Accelerated Resolution Therapy: A Revolutionary Treatment For PTSD, Anxiety, And Depression

Psych News Daily
3 min readNov 8, 2022

Summary: Accelerated Resolution Therapy (ART) is a type of therapy that uses eye movements and other bilateral stimulation to help people process and resolve memories of traumatic events.

ART has been shown to be an effective treatment for post-traumatic stress disorder (PTSD), and can help people reduce symptoms of anxiety, depression, and stress. It can also be helpful for those suffering from trauma, anxiety, depression, sleep issues, self-esteem problems, and more.

Below, we take a look at what this new form of therapy can mean for you.

What is Accelerated Resolution Therapy?

Developed in 2008 by Laney Rosenzweig, a marriage and family therapist, ART came out of Rosenzweig’s experience with different types of treatment. In particular, eye movement desensitization and reprocessing (EMDR).

Rosenzweig created standardized guidelines based on different therapies, along with modified EMDR practices.

It was officially recognized as an evidence-based therapy in 2015 by the National Registry of Evidence-based Programs and Practices.

EMDR, Gestalt, cognitive behavioral therapy (CBT), and brief psychodynamic therapy (BPP) are all incorporated into ART.

By using techniques such as rapid eye-movement, exposure, imagery rescripting, and guided imagery, ART practitioners are able to change how stress-inducing images are stored in the brain.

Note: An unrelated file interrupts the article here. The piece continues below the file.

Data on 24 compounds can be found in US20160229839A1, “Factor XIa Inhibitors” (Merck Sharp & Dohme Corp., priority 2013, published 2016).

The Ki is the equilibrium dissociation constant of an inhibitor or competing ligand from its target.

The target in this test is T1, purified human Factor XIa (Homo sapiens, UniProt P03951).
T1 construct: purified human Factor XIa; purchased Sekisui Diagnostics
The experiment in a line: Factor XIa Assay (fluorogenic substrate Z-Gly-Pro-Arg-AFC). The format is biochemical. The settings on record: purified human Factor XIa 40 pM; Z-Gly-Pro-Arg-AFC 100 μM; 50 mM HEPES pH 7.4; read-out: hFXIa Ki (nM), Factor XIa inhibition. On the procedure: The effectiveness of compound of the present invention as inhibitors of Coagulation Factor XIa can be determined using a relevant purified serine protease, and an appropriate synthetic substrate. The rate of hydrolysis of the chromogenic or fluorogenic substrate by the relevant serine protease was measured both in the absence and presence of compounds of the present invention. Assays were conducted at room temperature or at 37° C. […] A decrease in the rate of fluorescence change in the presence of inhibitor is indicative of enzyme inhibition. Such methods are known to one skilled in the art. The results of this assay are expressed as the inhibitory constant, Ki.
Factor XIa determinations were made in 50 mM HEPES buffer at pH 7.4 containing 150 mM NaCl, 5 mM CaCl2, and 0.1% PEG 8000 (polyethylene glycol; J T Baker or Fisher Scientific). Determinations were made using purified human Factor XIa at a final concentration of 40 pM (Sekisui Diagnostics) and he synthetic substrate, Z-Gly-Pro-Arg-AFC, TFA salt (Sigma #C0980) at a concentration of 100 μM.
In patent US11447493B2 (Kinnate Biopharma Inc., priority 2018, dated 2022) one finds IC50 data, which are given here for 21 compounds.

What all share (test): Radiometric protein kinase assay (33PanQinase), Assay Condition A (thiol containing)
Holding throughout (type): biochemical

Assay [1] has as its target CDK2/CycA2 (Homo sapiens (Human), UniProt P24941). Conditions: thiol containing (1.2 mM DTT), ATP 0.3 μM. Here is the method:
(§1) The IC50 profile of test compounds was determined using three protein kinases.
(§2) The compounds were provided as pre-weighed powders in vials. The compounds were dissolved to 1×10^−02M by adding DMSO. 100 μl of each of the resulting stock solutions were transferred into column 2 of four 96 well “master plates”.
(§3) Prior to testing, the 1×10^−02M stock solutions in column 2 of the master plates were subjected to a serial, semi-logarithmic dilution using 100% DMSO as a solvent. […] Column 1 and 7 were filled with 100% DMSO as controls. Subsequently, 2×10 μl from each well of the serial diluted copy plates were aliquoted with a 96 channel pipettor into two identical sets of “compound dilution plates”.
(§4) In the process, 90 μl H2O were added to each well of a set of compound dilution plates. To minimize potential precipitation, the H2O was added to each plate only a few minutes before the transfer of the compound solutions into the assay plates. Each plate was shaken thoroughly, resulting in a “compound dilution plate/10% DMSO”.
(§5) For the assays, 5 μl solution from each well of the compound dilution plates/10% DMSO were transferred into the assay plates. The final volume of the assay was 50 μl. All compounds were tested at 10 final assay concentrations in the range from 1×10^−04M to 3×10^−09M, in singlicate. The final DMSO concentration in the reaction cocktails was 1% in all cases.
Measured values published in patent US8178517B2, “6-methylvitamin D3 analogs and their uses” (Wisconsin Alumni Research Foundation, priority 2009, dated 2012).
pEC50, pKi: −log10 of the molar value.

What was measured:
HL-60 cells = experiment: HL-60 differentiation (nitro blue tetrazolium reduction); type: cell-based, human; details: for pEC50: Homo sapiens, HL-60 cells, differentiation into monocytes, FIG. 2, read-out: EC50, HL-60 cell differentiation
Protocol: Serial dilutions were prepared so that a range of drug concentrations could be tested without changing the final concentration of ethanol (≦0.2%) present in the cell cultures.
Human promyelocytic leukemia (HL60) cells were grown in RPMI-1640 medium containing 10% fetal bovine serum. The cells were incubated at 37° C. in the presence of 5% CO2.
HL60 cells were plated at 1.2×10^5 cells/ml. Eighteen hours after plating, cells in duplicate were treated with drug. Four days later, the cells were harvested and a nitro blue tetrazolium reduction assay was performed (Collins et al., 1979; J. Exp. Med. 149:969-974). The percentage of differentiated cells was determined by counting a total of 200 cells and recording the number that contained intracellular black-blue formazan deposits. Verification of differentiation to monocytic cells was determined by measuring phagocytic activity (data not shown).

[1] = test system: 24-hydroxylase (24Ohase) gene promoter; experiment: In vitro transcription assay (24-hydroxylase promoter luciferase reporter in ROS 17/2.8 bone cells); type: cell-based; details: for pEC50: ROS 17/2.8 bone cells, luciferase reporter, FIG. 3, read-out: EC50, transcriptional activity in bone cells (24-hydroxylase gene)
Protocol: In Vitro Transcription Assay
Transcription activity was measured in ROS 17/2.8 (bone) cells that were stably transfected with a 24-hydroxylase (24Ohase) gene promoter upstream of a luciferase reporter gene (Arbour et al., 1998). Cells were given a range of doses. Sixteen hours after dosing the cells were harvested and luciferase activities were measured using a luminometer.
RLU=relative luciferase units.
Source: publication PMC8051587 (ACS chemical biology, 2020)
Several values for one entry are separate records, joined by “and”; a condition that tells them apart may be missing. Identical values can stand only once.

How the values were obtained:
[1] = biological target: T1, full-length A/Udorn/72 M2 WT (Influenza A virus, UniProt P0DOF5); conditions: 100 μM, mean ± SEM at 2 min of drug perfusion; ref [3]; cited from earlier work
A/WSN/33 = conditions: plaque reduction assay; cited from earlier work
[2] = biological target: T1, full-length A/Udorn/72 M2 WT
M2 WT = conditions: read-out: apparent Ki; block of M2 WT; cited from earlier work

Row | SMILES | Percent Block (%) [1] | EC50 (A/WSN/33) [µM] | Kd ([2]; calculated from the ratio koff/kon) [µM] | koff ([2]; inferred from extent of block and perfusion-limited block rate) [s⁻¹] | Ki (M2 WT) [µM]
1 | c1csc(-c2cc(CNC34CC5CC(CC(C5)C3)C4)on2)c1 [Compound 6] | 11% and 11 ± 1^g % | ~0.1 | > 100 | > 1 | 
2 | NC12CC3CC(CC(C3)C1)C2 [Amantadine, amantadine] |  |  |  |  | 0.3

ART works by asking an individual to recall a memory, which the therapist then helps them to shift to something more positive. They do this by employing imagery rescripting.

Research has shown that individuals using ART tend to have a faster recovery. In fact, the goal is to be able to either decrease or eliminate the client’s symptoms in one to four sessions.

Memory Reconsolidation

Using elements of cognitive therapy, such as imaginal exposure and image rescripting, individuals are able to work through unprocessed traumatic memories, and lessen the physiological sensations of those events.

This is known as memory reconsolidation, and is used to treat stress and anxiety related disorders.

As emotionally-based memories are fluid and change constantly, ART is able to take advantage of this in order to recode fear-based memories.

In other words, ART can change the way your brain perceives the memory, moving it from a place of trauma to a positive-or at least neutral-position.

Research has shown that the new positive feelings attached to the memory are still present, even 4 months after treatment has ended, and up to a year later.

Smooth-Pursuit Eye-Movements

Smooth-pursuit eye-movements are repetitive, gentle movements of the eyes, back and forth. This kind of eye movement triggers a relaxation response in the brain.

The way ART therapists employ these movements are by gently and smoothly moving their hand back and forth in front of the client.

By keeping their head still and only tracking the movement with their eyes, this engages smooth-pursuit eye movements.

Read the entire article here:



Psych News Daily

PsychNewsDaily brings you the latest research from the worlds of psychology, cognitive science, mental health and more.